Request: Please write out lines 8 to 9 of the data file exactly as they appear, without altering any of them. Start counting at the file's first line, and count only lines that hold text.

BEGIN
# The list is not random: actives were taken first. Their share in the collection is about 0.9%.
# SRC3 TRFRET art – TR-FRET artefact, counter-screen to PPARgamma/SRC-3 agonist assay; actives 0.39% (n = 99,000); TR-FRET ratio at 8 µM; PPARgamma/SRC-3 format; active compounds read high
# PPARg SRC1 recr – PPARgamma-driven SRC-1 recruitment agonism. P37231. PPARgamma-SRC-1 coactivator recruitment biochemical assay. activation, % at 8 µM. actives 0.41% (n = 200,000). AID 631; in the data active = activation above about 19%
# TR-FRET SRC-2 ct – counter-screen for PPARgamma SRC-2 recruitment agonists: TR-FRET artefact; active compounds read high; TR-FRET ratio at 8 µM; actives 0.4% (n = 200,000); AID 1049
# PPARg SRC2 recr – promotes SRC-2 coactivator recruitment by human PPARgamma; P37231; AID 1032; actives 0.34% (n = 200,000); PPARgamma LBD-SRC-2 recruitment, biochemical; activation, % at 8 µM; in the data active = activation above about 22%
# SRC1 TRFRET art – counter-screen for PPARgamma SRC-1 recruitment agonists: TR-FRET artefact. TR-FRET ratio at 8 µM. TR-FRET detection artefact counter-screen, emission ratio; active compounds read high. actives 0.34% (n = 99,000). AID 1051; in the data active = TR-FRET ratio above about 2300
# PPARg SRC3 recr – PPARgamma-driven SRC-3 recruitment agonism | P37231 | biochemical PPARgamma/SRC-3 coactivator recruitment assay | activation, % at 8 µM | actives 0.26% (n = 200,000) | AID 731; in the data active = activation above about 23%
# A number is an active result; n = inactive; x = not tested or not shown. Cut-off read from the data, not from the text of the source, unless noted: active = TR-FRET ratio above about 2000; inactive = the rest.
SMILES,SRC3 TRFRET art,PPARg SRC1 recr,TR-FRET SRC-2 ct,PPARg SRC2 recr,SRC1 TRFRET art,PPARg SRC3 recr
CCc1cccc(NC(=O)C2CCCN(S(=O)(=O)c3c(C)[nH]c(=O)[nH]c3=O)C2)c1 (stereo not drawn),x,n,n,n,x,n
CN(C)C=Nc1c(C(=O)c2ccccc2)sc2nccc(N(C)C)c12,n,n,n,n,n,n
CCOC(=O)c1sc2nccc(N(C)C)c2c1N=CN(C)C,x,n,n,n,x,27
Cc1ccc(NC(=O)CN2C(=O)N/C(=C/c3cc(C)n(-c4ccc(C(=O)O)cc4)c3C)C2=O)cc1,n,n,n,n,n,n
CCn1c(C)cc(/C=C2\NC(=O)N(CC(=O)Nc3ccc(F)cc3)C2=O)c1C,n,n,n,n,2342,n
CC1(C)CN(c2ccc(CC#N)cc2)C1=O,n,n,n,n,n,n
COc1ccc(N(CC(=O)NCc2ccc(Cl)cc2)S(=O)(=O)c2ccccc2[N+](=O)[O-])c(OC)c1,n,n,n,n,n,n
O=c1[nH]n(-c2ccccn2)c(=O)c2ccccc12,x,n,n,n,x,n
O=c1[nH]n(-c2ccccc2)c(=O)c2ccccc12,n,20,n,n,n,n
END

# A number is an active result; n = inactive; x = not tested or not shown. Cut-off read from the data, not from the text of the source, unless noted: active = TR-FRET ratio above about 2000; inactive = the rest.
SMILES,SRC3 TRFRET art,PPARg SRC1 recr,TR-FRET SRC-2 ct,PPARg SRC2 recr,SRC1 TRFRET art,PPARg SRC3 recr